Just Talkin'

Thoughts and such...

Floyd Norman: Once in A Lifetime Experience

The oxford dictionary defines the phrase “once in a lifetime” as a chance or experience that’s unlikely to occur more than – once in a person’s life. Kinda makes sense, right? This June, Floyd Norman will be our honored guest at motion 2017 in Santa Fe. If you’ve never met Floyd, I invite you to take part in this once in a lifetime opportunity. What makes Floyd so unique that he warrants such a prestigious introduction? Sure. Floyd Norman was the first African American animator hired by Disney. And yes, it’s true. Floyd has over 65 credits to his name including The Jungle Book, Toy Story 2, and Monster’s Inc. Awards. You betcha. ASIFA Hollywood’s Winsor McCay Award and the International Family Film Festival for Lifetime Achievement in Animation to name a few. Not only that, Floyd was named a Disney Legend in 2007. And for many of us, Floyd is fondly referred to as “the ambasador” of the industry. In fact – filmmaker Michael Fiore found Floyd to be so fascinating, he made a documentary about his life. For many of us, Floyd is fondly referred to as ‘the ambasador’ of the industry. While credits like these would distinguish any artist as being in a category of their own, exulting them to “Hall of Fame” status, it’s more than this that puts Floyd Norman in the “once in a lifetime experience” category. You see…I know this first hand. I was fortunate to meet Floyd in person last year at motion 2016. As emcee for the event, I interviewed the legend as we took a unique look back at his life based on the chronology of some of his books*.... read more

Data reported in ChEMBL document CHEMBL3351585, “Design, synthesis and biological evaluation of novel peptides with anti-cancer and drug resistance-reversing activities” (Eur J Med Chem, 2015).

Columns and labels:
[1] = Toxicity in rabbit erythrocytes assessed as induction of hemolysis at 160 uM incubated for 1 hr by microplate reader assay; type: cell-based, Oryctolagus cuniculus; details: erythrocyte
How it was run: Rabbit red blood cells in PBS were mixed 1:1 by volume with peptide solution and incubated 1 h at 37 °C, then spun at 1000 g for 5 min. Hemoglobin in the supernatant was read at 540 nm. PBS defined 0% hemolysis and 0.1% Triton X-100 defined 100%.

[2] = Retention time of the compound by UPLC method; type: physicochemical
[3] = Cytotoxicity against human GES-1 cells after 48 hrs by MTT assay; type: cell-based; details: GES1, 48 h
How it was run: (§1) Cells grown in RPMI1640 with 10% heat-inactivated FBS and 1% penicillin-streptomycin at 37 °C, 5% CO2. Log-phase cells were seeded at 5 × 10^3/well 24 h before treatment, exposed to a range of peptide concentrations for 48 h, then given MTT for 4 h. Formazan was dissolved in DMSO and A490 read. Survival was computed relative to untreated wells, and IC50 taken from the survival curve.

Why do you do what you do?

Simon Sinek presented a TEDx session in which he said, “People don’t buy WHAT you do, they buy WHY you do it…”. Later, motion 2011 speaker Joel Pilger, Creative Director at Impossible took this a step further in an interview with the The Denver Egotist, where he asked each of us as creatives to ask ourselves: “WHY do you do what you do?”

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Getting Creative Things Done

It’s hard for creatives to get things done. With constant deadlines, and being bombarded from all directions, being creative for extended periods of time is difficult. Cal Newport on the99percent.com recently wrote about this. The following are some excerpts – consider it the ‘Cliff Notes’ of the article. What Is Needed for Good Creative Work? In his oft-cited essay– Maker’s Schedule, Manager’s Schedule, Paul Graham highlights the unique demands of creative work (the type of work produced by a “maker,” in Graham’s lexicon). The maker’s schedule, he explains, is defined by long, open stretches of uninterrupted work. For a maker, “a single meeting can blow a whole afternoon.” Graham describes his own schedule, from his time working in a software start-up, as starting after dinner and lasting until 3am, explaining: “At night no one could interrupt me.” In Graham’s construction, Newport identified two justifications for the importance of long stretches of uninterrupted work: Shifting Mental Modes: When the mind knows it has no interruptions looming, it can shift into the flow state required to produce high-quality output. Providing Freedom to Explore: Real creative work is non-linear, often requiring long, unexpected detours to uncover the contours of the problem at hand. Long stretches of time provide the freedom needed to feel comfortable indulging in these detours. As Newport states, the problem faced by to-do list creatives is that we cannot afford to integrate Graham’s long stretches of uninterrupted work into our schedules. With this in mind, Newport came up with the ‘GCTD system’ which attempts to replicate the two benefits of uninterrupted work, as described above, in a more realistic, logistics-respecting... read more

Minimalism. A New Approach for Adobe.

I’m an avid fan of Adobe software applications. I love the way Adobe products easily integrate with one another and facilitate efficient workflow. I have been a long time user of After Effects, Photoshop, Illustrator, Dreamweaver, Flash – in fact, most of the applications in the Adobe Master Collection.

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The Saga of a Blackberry Praybook … er Playbook